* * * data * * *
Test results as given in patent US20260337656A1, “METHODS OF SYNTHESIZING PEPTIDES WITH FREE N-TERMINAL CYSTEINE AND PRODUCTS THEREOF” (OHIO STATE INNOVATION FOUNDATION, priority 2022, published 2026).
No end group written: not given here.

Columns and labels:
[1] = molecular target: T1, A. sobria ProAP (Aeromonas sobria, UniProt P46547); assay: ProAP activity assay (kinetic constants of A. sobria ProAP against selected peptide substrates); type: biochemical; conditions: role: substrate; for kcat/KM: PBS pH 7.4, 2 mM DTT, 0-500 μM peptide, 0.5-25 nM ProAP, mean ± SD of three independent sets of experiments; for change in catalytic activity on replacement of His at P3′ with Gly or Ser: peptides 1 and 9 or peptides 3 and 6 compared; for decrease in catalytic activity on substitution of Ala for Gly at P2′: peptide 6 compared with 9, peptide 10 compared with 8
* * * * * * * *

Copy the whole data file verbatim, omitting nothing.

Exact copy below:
Test results as given in patent US20260337656A1, “METHODS OF SYNTHESIZING PEPTIDES WITH FREE N-TERMINAL CYSTEINE AND PRODUCTS THEREOF” (OHIO STATE INNOVATION FOUNDATION, priority 2022, published 2026).
No end group written: not given here.

Columns and labels:
[1] = molecular target: T1, A. sobria ProAP (Aeromonas sobria, UniProt P46547); assay: ProAP activity assay (kinetic constants of A. sobria ProAP against selected peptide substrates); type: biochemical; conditions: role: substrate; for kcat/KM: PBS pH 7.4, 2 mM DTT, 0-500 μM peptide, 0.5-25 nM ProAP, mean ± SD of three independent sets of experiments; for change in catalytic activity on replacement of His at P3′ with Gly or Ser: peptides 1 and 9 or peptides 3 and 6 compared; for decrease in catalytic activity on substitution of Ala for Gly at P2′: peptide 6 compared with 9, peptide 10 compared with 8